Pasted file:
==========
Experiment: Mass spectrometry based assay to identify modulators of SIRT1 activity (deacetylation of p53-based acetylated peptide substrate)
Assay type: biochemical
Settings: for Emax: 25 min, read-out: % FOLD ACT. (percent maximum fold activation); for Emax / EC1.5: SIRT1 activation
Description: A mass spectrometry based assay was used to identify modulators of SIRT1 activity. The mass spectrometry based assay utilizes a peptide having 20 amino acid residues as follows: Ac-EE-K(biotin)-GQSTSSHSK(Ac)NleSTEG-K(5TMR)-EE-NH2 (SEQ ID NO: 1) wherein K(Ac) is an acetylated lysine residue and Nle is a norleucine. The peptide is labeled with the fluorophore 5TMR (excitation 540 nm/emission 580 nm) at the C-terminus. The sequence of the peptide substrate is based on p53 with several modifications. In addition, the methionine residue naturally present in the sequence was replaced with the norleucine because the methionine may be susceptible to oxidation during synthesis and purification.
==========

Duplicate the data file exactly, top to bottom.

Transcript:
Experiment: Mass spectrometry based assay to identify modulators of SIRT1 activity (deacetylation of p53-based acetylated peptide substrate)
Assay type: biochemical
Settings: for Emax: 25 min, read-out: % FOLD ACT. (percent maximum fold activation); for Emax / EC1.5: SIRT1 activation
Description: A mass spectrometry based assay was used to identify modulators of SIRT1 activity. The mass spectrometry based assay utilizes a peptide having 20 amino acid residues as follows: Ac-EE-K(biotin)-GQSTSSHSK(Ac)NleSTEG-K(5TMR)-EE-NH2 (SEQ ID NO: 1) wherein K(Ac) is an acetylated lysine residue and Nle is a norleucine. The peptide is labeled with the fluorophore 5TMR (excitation 540 nm/emission 580 nm) at the C-terminus. The sequence of the peptide substrate is based on p53 with several modifications. In addition, the methionine residue naturally present in the sequence was replaced with the norleucine because the methionine may be susceptible to oxidation during synthesis and purification.